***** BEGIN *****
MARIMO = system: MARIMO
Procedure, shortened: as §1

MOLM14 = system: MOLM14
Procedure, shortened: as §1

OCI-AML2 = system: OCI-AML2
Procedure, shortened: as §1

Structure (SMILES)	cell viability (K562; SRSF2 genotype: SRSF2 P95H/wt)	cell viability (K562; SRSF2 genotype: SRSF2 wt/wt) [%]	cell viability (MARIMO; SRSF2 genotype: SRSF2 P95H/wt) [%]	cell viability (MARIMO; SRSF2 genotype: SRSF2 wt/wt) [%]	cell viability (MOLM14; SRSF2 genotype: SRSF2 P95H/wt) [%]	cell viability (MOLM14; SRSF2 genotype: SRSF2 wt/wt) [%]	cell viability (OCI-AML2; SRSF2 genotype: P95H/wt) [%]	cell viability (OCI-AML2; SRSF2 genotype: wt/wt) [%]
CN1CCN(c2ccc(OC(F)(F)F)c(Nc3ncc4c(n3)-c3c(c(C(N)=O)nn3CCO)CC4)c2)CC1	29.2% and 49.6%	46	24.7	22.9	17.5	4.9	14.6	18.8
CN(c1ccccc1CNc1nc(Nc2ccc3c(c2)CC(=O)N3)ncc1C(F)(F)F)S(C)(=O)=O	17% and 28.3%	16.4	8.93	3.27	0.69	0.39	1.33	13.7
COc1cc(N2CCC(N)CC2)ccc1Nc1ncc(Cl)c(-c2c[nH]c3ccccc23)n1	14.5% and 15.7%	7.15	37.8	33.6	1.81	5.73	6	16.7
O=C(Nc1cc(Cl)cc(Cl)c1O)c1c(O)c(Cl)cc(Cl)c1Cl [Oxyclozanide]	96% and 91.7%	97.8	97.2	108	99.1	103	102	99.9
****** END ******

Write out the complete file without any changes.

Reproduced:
MARIMO = system: MARIMO
Procedure, shortened: as §1

MOLM14 = system: MOLM14
Procedure, shortened: as §1

OCI-AML2 = system: OCI-AML2
Procedure, shortened: as §1

Structure (SMILES)	cell viability (K562; SRSF2 genotype: SRSF2 P95H/wt)	cell viability (K562; SRSF2 genotype: SRSF2 wt/wt) [%]	cell viability (MARIMO; SRSF2 genotype: SRSF2 P95H/wt) [%]	cell viability (MARIMO; SRSF2 genotype: SRSF2 wt/wt) [%]	cell viability (MOLM14; SRSF2 genotype: SRSF2 P95H/wt) [%]	cell viability (MOLM14; SRSF2 genotype: SRSF2 wt/wt) [%]	cell viability (OCI-AML2; SRSF2 genotype: P95H/wt) [%]	cell viability (OCI-AML2; SRSF2 genotype: wt/wt) [%]
CN1CCN(c2ccc(OC(F)(F)F)c(Nc3ncc4c(n3)-c3c(c(C(N)=O)nn3CCO)CC4)c2)CC1	29.2% and 49.6%	46	24.7	22.9	17.5	4.9	14.6	18.8
CN(c1ccccc1CNc1nc(Nc2ccc3c(c2)CC(=O)N3)ncc1C(F)(F)F)S(C)(=O)=O	17% and 28.3%	16.4	8.93	3.27	0.69	0.39	1.33	13.7
COc1cc(N2CCC(N)CC2)ccc1Nc1ncc(Cl)c(-c2c[nH]c3ccccc23)n1	14.5% and 15.7%	7.15	37.8	33.6	1.81	5.73	6	16.7
O=C(Nc1cc(Cl)cc(Cl)c1O)c1c(O)c(Cl)cc(Cl)c1Cl [Oxyclozanide]	96% and 91.7%	97.8	97.2	108	99.1	103	102	99.9